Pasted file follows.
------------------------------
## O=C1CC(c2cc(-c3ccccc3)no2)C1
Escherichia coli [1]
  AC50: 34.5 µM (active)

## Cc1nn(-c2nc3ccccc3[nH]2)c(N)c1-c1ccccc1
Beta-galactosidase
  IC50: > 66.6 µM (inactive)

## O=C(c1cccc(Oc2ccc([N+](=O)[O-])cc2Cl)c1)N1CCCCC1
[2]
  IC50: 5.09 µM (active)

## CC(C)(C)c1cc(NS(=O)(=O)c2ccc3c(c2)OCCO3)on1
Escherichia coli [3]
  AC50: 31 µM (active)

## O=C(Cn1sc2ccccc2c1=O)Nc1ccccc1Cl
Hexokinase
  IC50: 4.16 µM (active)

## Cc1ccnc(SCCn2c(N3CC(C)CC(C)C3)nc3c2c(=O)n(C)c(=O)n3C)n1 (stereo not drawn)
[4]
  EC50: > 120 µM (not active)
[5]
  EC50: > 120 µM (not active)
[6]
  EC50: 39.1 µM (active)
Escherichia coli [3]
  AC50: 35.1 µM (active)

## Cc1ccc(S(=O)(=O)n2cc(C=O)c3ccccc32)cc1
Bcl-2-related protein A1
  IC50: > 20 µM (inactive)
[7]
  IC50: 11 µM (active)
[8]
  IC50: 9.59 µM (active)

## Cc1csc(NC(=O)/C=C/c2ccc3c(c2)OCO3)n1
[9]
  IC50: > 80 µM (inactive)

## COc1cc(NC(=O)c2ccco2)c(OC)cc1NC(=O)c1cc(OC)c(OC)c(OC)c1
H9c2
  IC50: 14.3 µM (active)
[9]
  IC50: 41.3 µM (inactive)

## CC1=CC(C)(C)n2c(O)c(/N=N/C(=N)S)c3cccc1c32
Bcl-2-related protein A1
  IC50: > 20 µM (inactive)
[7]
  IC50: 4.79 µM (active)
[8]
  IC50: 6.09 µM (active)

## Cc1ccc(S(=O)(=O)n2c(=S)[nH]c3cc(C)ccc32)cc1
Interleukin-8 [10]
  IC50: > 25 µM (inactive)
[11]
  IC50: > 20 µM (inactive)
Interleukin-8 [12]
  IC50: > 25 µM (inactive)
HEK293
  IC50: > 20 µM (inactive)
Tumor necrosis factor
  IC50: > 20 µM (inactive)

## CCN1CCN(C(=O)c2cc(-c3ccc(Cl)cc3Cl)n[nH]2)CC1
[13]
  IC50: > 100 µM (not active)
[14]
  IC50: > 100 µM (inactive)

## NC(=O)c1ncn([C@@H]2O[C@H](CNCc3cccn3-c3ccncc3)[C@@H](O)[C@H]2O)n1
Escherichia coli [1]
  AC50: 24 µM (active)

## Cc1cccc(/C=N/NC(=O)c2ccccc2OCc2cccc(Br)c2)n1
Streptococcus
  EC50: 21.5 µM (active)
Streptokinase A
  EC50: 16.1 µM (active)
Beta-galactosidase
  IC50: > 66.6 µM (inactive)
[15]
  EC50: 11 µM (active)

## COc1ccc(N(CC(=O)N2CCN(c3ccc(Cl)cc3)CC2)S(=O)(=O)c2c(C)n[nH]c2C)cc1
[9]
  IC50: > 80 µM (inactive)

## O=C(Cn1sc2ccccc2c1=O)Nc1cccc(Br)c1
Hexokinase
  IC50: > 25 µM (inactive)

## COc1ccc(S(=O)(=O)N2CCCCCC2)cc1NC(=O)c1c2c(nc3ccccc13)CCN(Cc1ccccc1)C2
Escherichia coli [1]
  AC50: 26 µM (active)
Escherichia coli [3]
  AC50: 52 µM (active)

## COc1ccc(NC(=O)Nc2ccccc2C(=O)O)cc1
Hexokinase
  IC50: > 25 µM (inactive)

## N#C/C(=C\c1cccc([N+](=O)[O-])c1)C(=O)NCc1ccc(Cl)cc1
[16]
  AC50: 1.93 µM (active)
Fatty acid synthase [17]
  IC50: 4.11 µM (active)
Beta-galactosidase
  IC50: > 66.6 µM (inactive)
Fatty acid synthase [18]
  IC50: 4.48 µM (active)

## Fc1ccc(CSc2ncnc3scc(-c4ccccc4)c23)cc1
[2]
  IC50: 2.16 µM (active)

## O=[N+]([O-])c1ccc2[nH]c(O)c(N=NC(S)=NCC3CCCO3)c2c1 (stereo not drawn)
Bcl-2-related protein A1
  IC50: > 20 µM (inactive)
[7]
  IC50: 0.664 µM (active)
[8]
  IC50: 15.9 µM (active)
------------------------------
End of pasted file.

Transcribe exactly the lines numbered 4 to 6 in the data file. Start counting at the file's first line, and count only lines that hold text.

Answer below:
## Cc1nn(-c2nc3ccccc3[nH]2)c(N)c1-c1ccccc1
Beta-galactosidase
  IC50: > 66.6 µM (inactive)